Live Video Strategy: How to Improve Your Facebook and YouTube Results in 2021

Live Video Strategy

Want to use live video more strategically? Looking for tips to guide your live video strategy across Facebook and YouTube?

In this article, you’ll discover three goals live video can help you achieve, and find out how to produce each type of live stream to ensure success.

To learn how to improve your live video results, read the article below for an easy-to-follow walkthrough or watch this video:

The Secret to Live Video Strategy: Intention

Live video can help you grow your audience, business, and revenue. But just because the social media algorithms love live video and prioritize it, live streaming isn’t a magic pill. You need to develop a live video content strategy that’s unique to you to get results.

Here’s the secret: Intention. It’s truly as simple as that. Instead of just going live, you need to know the intention behind the live content you’re creating. In other words, ask yourself, “What’s my goal for this particular live stream?”

You need to be clear on two things:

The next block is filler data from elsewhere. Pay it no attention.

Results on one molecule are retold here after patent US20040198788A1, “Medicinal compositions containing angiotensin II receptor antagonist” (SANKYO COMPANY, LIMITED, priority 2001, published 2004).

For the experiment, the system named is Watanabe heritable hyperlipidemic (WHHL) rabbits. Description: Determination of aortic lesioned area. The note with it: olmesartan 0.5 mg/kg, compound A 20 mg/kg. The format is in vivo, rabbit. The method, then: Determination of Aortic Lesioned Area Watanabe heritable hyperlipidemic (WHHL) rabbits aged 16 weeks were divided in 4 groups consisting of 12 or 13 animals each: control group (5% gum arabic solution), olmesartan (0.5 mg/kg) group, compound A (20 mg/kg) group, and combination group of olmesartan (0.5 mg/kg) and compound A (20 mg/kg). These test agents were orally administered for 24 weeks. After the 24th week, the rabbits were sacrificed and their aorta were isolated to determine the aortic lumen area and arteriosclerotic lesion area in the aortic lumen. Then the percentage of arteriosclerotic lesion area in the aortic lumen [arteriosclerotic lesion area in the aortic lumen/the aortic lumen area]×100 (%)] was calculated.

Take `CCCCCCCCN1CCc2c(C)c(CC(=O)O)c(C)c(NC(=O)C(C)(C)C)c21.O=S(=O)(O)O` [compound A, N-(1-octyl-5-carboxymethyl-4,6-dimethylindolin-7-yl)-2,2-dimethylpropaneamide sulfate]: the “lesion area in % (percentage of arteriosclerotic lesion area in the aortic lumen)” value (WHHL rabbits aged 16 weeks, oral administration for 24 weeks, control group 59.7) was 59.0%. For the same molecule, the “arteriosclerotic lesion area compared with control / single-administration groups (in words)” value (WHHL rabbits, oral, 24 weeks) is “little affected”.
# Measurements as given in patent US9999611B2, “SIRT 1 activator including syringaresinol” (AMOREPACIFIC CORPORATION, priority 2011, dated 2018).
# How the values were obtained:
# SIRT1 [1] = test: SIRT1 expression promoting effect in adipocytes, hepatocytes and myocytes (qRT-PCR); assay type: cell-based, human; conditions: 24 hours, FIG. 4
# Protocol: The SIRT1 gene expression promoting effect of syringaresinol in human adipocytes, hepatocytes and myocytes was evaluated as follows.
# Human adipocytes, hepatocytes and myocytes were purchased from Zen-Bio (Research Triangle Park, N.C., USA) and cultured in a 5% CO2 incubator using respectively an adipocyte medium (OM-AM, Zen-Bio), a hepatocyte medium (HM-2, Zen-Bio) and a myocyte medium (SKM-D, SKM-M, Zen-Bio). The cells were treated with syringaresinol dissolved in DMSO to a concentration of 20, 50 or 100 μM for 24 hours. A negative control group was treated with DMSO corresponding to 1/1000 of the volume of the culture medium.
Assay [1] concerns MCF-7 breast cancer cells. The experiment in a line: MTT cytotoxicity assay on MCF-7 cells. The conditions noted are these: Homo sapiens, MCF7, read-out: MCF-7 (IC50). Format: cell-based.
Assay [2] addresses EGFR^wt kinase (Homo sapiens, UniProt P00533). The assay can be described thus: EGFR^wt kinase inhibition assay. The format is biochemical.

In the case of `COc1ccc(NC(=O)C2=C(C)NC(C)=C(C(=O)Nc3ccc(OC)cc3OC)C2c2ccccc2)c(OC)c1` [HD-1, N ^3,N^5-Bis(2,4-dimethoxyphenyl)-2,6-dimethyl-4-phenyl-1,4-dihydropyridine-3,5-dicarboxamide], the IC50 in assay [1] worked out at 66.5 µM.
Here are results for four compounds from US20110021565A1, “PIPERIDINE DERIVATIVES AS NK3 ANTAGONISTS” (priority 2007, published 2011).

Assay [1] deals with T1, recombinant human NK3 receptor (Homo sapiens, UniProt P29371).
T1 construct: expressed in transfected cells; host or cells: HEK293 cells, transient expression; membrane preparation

• The goal while you’re live
  • The goal for the replay itself

Now let’s look at three intentions or goals that you may want to consider for your live video.

#1: Educate Your Audience Through Live Video

Value comes in many forms but one of the most common is delivering knowledge. If that’s your goal, make sure you prepare your live stream in advance to deliver massive value. Create bullet points to help you stay on track, do keyword research, create a video thumbnail, promote the broadcast to your audience, and structure the stream so it will deliver educational value without getting distracted by comments.

I’ll give you a quick example of how I deal with this intention in my own live content. Here’s what I do if I’m going live to teach viewers something and my goal is long-term growth of my channel through discovery on YouTube. While my team is doing keyword research and creating a thumbnail, I’ll prep an opening plus bullet points and a closing just like I would if I were recording the video.

When I go live, I start with the countdown timer and then open the stream and spend a few minutes hanging out and chatting with the audience. Then I kick off the real content and do the training straight through without fully engaging viewers. When I’m done, I close the training and tell people watching the replay that they should watch live to take part in the Q&As I do at the end of these streams. With this approach, the live audience gets to hang out with me before and after the training.